quilt also appears in quilt historian and curator Sandi Fox's
book Wrapped in Glory. Fox discusses it in
detail, with a very different conclusion about its age. In
1988, the owner of the quilt identified it as being made by Mary
Jane Batson and her granddaughter Mariah Chapman, who
passed it on to her own niece Malinda Spain in 1922.
Names aside, as to the
quilt dating from c.1850, Fox observes:
to what oral traditional suggests about the quilt's
provenance, the surface of the piece provides evidence
(in detail and design) that the blocks could not
have been worked in the antebellum period. Beneath
one small foot the background fabric (a handwoven
linen, slightly foxed) reveals that a small line of
sewing machine stitching has been removed from what
might have been an old garment [used to make the
quilt]. The most telling evidence, however, is in
the silhouette of the costumed ladies, who all wear
bustles and hats dateable to the late 1870s or 80s...almost
all of the articles of clothing on this quilt were
available from 1870s mail order catalogs, and [the
bowtie on one male figure, rather than a loose
antebellum-style cravat] may represent a commercially
available cravat....the shoes [on one female figure]
are very clearly seen to be an 1870s style with
tongues...she wars a cape similar to those popular in
Fry simply took the word of folklorist John Michael Vlach, who in
his 1978 catalog for The African-American Tradition in
Decorative Arts misdates the Batson quilt. Vlach also
declares unequivocally that "[t]here is nothing African or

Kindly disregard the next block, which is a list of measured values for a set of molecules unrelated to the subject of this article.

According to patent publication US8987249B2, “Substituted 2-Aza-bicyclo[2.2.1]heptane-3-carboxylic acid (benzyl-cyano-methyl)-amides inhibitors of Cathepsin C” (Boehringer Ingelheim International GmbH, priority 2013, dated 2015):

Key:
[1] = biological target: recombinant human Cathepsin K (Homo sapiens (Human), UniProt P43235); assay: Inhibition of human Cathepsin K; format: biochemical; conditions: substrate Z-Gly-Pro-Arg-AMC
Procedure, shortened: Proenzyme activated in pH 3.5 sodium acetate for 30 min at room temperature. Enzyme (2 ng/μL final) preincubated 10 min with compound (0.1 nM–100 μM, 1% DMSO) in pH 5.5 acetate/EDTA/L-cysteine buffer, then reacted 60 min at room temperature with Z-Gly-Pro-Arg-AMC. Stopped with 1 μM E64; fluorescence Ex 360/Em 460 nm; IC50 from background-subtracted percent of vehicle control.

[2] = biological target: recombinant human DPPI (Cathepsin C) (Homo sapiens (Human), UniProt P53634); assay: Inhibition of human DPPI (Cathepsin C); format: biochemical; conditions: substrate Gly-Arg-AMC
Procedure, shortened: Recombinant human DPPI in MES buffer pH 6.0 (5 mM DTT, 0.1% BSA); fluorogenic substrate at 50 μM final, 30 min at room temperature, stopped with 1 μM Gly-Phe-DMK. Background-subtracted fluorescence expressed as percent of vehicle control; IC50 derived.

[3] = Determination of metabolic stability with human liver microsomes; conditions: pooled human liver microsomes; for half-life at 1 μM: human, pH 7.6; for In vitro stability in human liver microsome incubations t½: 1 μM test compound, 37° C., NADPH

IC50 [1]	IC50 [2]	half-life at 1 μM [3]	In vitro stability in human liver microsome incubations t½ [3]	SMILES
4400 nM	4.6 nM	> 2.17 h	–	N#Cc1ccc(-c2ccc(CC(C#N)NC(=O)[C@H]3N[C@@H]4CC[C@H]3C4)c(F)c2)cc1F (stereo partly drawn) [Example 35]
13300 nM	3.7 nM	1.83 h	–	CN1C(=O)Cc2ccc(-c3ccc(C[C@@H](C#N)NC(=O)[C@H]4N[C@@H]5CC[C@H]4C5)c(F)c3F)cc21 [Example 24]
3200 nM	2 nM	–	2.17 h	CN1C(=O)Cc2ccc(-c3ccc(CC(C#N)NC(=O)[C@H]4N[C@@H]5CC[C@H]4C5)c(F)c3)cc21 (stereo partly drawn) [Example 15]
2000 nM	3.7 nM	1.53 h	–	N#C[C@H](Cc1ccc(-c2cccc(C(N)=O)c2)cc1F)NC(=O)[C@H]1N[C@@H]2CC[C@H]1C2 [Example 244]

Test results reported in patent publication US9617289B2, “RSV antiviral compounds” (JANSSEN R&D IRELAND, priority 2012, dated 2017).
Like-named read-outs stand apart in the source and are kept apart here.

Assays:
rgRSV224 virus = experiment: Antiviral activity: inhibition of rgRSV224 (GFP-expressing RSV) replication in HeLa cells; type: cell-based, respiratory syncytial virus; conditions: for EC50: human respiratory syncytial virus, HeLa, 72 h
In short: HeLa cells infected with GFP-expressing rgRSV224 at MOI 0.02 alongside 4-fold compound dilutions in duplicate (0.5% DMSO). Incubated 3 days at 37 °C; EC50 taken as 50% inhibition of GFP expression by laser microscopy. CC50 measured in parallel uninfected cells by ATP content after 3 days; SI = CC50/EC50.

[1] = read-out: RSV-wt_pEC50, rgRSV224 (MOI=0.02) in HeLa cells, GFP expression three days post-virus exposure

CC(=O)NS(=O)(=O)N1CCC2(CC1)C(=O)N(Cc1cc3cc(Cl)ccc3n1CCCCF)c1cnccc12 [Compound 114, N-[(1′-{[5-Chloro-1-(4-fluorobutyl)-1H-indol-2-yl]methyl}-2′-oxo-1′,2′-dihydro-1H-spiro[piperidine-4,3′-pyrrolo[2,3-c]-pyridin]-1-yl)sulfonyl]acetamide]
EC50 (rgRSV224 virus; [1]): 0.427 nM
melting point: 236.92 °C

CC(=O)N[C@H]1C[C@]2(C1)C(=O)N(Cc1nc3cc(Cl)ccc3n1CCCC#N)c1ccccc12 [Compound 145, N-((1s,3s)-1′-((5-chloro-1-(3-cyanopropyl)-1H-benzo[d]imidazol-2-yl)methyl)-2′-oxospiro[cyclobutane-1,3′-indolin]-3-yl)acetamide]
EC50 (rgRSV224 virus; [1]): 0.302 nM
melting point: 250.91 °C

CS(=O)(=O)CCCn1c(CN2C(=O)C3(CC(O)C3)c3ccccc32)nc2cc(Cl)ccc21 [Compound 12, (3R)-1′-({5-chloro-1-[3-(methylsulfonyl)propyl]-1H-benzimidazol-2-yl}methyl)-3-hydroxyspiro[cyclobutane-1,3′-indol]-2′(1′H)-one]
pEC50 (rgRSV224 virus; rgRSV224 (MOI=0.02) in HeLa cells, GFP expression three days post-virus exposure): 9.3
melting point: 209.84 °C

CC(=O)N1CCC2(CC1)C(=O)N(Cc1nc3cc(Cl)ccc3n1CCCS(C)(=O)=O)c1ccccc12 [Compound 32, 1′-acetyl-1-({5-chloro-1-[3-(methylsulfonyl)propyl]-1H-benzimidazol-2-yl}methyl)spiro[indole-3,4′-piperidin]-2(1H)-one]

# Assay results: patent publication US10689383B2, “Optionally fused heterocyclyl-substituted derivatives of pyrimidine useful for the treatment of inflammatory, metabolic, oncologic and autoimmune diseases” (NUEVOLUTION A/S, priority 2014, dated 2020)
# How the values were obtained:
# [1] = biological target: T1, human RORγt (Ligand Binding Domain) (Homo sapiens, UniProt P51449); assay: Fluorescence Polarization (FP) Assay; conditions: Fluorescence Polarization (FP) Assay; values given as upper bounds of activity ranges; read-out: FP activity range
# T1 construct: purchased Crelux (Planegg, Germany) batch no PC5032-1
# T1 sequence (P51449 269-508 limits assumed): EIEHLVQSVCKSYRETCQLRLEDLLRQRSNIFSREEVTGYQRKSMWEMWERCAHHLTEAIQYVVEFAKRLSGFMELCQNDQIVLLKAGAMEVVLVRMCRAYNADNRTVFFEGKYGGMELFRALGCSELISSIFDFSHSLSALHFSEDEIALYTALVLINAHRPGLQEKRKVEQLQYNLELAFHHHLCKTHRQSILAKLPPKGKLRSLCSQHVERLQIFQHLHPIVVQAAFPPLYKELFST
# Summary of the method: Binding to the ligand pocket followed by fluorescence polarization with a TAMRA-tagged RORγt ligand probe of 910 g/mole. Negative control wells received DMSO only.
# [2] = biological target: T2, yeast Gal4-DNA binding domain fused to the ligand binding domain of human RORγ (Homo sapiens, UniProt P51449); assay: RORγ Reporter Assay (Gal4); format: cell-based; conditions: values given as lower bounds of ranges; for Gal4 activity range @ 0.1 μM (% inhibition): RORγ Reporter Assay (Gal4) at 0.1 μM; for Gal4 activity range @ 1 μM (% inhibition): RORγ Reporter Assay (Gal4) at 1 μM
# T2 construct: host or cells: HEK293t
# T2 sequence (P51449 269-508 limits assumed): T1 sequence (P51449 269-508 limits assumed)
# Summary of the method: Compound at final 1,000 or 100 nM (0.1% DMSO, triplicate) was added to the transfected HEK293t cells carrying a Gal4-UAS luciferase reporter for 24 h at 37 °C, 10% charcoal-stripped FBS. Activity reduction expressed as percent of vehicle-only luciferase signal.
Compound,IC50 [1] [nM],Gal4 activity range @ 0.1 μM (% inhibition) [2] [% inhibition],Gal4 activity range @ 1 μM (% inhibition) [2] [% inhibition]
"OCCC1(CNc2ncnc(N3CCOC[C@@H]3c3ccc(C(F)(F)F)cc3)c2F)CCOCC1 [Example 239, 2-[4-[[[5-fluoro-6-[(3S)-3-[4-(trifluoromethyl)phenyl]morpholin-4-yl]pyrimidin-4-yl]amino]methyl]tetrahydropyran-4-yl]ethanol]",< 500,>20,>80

Afro-American about this quilt except its maker." The
Batson quilt does not fit neatly into the ten criteria Vlach
devises for African-American quilts. Thus, we are
told, a masterpiece made by two generations of African-American
women isn't truly African-American because to a white male
academic, it just doesn't "look" black
of other "antebellum" quilts in
Fry's book appear to
be made from 20th century fabric. If Fry simply took whatever
the quilts' owners told her at face value, how reliable is the
rest of the information in her book - particularly when (as
with her claim about Log Cabin quilts), she cites no source?
analytical style is further illustrated in this
video clip. Among her claims are that floral garlands
surrounding a quilt's center motif are "cleverly disguised
snakes." Apparently Fry is blissfully unaware of the
19th century popularity of broderie perse, in which floral motifs cut from
expensive printed chintz fabric were rearranged into decorative
designs including serpentine borders, particularly on
center-medallion quilts - for
example, the one made by a well-to-do Maryland woman 50 years
before Fry's example. (Note as well the handles on the
vase.) Such quilts are based on the images in the first palampore coverlets imported from India in the early 17th century, such as this one from Textiles in America. Fry even sees "snakes" in the way four
letters of the recipient's name are slightly slanted, apparently
never considering that the maker might have worked without
drafting tools. (Video at 2:59) As "proof" of her
analysis she holds up what she says is a modern, sequined
"voodoo flag". What might Fry say about the images in this coverlet, made by a white Tennessean of German ancestry in 1792, or this
one, made by a white Connecticut woman in 1813?
then turns herbalist (video at about 5:00), describing the
"medicinal plants" embroidered on another quilt she says
was made by "a 16-year-old slave boy practicing to be a
medical doctor". She points out "Star
of Bethlehem" as "good for stomach ailments"
(in fact, it causes digestive distress and heart arrhythmia),
inexplicably confounds the irritant "Mother-in-Law's
with "Rabbit Tobacco" (Cudweed)
as "a tea for herbs and salves", and identifies a
carefully embroidered, five-fingered lady's gauntlet glove and White
Oak leaf as immature and mature sassafras
(sassafras leaves sometimes resemble a mitten, and have up
to three lobes or "fingers").
it, HIPV could not have been written"
One of the
enthusiastic introductions to
Hidden in Plain View was written by Maude Southwell
Wahlman, a white professor of art history and author of Signs & Symbols: African
Images in African American Quilts. Tobin returns the favor with a lavish